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Effects of C/Mn Ratios on the Sorption and Oxidative Degradation of Small Organic Molecules on Mn-Oxides

by Hui Li, Ben Reinhart, Spencer Moller, Elizabeth M Herndon
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Environmental Science & Technology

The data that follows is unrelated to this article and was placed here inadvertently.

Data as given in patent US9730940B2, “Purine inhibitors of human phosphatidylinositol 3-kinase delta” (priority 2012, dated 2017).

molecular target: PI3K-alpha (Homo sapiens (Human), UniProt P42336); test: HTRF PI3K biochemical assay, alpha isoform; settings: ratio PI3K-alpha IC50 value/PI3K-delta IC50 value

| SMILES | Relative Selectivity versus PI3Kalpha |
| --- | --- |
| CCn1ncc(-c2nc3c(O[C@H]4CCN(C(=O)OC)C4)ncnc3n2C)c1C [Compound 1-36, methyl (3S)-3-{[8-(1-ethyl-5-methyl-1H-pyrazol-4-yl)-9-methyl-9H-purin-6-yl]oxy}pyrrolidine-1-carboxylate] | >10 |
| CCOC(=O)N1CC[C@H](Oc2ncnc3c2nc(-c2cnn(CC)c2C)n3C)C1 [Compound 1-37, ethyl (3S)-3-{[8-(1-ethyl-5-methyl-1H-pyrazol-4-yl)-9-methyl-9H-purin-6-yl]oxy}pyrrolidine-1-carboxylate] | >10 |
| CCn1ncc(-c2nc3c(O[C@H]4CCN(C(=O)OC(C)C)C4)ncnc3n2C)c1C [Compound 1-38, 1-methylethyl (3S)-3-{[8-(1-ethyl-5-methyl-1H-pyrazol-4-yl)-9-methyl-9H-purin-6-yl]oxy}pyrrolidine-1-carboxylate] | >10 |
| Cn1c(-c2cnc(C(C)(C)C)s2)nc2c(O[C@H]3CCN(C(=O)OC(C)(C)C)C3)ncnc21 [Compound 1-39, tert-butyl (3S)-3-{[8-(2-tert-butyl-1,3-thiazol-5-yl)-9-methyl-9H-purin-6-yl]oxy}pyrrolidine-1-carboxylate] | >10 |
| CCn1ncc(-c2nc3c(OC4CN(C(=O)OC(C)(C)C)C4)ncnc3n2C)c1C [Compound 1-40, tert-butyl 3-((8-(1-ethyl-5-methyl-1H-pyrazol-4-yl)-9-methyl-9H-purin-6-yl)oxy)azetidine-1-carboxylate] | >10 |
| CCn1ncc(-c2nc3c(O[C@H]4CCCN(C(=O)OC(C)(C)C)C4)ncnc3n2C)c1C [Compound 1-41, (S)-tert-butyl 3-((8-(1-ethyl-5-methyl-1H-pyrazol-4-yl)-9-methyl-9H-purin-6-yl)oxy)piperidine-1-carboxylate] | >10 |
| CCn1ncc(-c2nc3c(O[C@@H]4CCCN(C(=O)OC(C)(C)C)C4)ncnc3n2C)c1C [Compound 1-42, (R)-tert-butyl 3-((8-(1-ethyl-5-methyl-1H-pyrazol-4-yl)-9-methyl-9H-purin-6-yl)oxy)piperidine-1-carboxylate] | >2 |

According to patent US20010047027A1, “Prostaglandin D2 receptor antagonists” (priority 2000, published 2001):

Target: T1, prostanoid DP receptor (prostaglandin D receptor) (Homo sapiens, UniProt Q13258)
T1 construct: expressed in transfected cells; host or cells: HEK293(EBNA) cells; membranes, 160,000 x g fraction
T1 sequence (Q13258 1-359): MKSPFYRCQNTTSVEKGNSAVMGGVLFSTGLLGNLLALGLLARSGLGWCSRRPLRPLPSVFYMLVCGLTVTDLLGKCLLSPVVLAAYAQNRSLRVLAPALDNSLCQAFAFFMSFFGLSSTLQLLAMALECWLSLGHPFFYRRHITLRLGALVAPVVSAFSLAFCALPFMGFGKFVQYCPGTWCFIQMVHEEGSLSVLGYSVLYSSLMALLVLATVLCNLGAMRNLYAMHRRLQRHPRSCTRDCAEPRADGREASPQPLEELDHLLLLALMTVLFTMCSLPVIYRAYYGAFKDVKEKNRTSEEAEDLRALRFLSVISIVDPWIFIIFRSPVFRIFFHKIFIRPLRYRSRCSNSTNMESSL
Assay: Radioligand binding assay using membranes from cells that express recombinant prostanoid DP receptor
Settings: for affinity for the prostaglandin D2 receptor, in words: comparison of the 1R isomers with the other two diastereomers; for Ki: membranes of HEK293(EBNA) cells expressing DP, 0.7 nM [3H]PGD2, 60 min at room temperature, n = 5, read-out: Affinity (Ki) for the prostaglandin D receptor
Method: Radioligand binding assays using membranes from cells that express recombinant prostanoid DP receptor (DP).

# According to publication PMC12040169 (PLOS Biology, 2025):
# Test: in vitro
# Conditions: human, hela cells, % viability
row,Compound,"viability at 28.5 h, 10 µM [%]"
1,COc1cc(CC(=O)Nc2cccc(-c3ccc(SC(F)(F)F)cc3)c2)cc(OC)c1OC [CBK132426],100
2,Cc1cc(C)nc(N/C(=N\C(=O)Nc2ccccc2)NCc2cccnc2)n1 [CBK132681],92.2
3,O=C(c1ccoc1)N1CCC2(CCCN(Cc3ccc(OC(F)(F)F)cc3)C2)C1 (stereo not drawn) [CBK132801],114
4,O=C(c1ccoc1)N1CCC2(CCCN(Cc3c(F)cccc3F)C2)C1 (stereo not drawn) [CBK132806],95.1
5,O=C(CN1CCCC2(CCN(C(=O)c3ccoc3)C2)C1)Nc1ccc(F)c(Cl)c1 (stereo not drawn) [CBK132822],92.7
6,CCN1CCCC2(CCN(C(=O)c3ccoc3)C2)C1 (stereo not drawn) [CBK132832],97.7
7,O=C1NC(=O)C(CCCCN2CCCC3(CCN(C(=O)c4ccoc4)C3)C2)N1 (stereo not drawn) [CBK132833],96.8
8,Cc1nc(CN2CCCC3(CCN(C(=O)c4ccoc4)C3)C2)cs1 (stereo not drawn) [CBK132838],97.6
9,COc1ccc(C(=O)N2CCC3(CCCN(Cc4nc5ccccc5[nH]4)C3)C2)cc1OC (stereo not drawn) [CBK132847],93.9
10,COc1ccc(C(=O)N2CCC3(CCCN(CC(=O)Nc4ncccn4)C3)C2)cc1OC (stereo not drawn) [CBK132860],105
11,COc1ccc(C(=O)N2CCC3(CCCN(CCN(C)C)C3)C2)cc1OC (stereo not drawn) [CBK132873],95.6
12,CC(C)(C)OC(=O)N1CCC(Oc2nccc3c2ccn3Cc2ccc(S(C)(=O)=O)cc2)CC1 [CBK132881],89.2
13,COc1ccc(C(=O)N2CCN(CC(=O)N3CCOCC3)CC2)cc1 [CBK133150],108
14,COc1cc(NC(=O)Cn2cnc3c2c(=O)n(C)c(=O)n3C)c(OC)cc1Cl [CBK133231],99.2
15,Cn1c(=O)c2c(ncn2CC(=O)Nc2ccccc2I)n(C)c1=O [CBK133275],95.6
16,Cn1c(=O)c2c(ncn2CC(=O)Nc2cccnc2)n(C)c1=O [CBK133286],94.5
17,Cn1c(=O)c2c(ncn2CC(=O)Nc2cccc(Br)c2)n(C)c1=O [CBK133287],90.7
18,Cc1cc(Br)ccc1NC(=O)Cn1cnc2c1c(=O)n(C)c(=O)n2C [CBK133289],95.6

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Manganese (Mn) oxides have a high surface area and redox potential that facilitate sorption and/or oxidation of organic carbon (OC), but their role in regulating soil C storage is relatively unexplored. Small OC compounds with distinct structures were reacted with Mn(III/IV)-oxides to investigate the effects of OC/Mn molar ratios on Mn–OC interaction mechanisms. Dissolved and solid-phase OC and Mn were measured to quantify the OC sorption to and/or the redox reaction with Mn-oxides. Mineral transformation was evaluated using X-ray diffraction and X-ray absorption spectroscopy. Higher OC/Mn ratios resulted in higher sorption and/or redox transformation; however, interaction mechanisms differed at low or high OC/Mn ratios for some OC. Citrate, pyruvate, ascorbate, and catechol induced Mn-oxide dissolution. The average oxidation state of Mn in the solid phase did not change during the reaction with citrate, suggesting ligand-promoted mineral dissolution, but decreased significantly during reactions with the other compounds, suggesting reductive dissolution mechanisms. Phthalate primarily sorbed on Mn-oxides with no detectable formation of redox products. Mn–OC interactions led primarily to C loss through OC oxidation into inorganic C, except phthalate, which was predominantly immobilized in the solid phase. Together, these results provided detailed fundamental insights into reactions happening at organo–mineral interfaces in soils.